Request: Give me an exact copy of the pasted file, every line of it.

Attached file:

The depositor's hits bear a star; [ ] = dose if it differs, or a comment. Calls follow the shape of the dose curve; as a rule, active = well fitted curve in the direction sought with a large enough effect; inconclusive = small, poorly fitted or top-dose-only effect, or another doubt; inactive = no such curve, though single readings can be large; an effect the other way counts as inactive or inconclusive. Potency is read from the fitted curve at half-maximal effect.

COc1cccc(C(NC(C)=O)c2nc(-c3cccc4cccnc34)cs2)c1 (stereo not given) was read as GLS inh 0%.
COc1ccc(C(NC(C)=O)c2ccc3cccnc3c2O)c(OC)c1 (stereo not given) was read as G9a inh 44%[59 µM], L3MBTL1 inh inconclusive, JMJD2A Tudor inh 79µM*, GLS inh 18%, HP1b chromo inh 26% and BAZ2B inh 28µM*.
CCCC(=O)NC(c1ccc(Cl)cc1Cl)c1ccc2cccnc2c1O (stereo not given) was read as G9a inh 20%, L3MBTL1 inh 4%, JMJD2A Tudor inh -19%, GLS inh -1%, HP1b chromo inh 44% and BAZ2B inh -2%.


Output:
The depositor's hits bear a star; [ ] = dose if it differs, or a comment. Calls follow the shape of the dose curve; as a rule, active = well fitted curve in the direction sought with a large enough effect; inconclusive = small, poorly fitted or top-dose-only effect, or another doubt; inactive = no such curve, though single readings can be large; an effect the other way counts as inactive or inconclusive. Potency is read from the fitted curve at half-maximal effect.

COc1cccc(C(NC(C)=O)c2nc(-c3cccc4cccnc34)cs2)c1 (stereo not given) was read as GLS inh 0%.
COc1ccc(C(NC(C)=O)c2ccc3cccnc3c2O)c(OC)c1 (stereo not given) was read as G9a inh 44%[59 µM], L3MBTL1 inh inconclusive, JMJD2A Tudor inh 79µM*, GLS inh 18%, HP1b chromo inh 26% and BAZ2B inh 28µM*.
CCCC(=O)NC(c1ccc(Cl)cc1Cl)c1ccc2cccnc2c1O (stereo not given) was read as G9a inh 20%, L3MBTL1 inh 4%, JMJD2A Tudor inh -19%, GLS inh -1%, HP1b chromo inh 44% and BAZ2B inh -2%.